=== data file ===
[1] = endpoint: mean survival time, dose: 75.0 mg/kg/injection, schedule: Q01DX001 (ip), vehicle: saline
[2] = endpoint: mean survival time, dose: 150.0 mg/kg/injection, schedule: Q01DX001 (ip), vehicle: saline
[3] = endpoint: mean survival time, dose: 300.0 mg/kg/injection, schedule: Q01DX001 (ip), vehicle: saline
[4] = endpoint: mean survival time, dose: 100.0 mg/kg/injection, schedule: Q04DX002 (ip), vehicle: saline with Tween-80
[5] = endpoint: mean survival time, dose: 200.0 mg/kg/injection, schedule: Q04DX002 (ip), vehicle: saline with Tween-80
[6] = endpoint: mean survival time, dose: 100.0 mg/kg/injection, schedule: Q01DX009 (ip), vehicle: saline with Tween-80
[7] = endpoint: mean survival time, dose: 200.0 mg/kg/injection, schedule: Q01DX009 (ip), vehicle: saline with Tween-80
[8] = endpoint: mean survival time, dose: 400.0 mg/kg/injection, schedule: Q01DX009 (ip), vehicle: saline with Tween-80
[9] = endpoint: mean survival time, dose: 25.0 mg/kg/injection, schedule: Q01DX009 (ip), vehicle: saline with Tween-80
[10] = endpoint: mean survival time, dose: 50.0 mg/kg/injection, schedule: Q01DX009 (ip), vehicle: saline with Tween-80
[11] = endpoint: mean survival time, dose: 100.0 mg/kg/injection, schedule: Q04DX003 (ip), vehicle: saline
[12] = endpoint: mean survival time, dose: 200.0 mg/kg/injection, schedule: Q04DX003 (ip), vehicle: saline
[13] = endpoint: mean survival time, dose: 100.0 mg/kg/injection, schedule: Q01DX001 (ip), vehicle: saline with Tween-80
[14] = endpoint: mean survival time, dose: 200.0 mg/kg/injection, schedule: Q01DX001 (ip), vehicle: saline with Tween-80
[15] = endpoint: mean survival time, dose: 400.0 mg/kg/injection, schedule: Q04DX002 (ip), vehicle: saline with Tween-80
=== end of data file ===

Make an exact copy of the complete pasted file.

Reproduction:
[1] = endpoint: mean survival time, dose: 75.0 mg/kg/injection, schedule: Q01DX001 (ip), vehicle: saline
[2] = endpoint: mean survival time, dose: 150.0 mg/kg/injection, schedule: Q01DX001 (ip), vehicle: saline
[3] = endpoint: mean survival time, dose: 300.0 mg/kg/injection, schedule: Q01DX001 (ip), vehicle: saline
[4] = endpoint: mean survival time, dose: 100.0 mg/kg/injection, schedule: Q04DX002 (ip), vehicle: saline with Tween-80
[5] = endpoint: mean survival time, dose: 200.0 mg/kg/injection, schedule: Q04DX002 (ip), vehicle: saline with Tween-80
[6] = endpoint: mean survival time, dose: 100.0 mg/kg/injection, schedule: Q01DX009 (ip), vehicle: saline with Tween-80
[7] = endpoint: mean survival time, dose: 200.0 mg/kg/injection, schedule: Q01DX009 (ip), vehicle: saline with Tween-80
[8] = endpoint: mean survival time, dose: 400.0 mg/kg/injection, schedule: Q01DX009 (ip), vehicle: saline with Tween-80
[9] = endpoint: mean survival time, dose: 25.0 mg/kg/injection, schedule: Q01DX009 (ip), vehicle: saline with Tween-80
[10] = endpoint: mean survival time, dose: 50.0 mg/kg/injection, schedule: Q01DX009 (ip), vehicle: saline with Tween-80
[11] = endpoint: mean survival time, dose: 100.0 mg/kg/injection, schedule: Q04DX003 (ip), vehicle: saline
[12] = endpoint: mean survival time, dose: 200.0 mg/kg/injection, schedule: Q04DX003 (ip), vehicle: saline
[13] = endpoint: mean survival time, dose: 100.0 mg/kg/injection, schedule: Q01DX001 (ip), vehicle: saline with Tween-80
[14] = endpoint: mean survival time, dose: 200.0 mg/kg/injection, schedule: Q01DX001 (ip), vehicle: saline with Tween-80
[15] = endpoint: mean survival time, dose: 400.0 mg/kg/injection, schedule: Q04DX002 (ip), vehicle: saline with Tween-80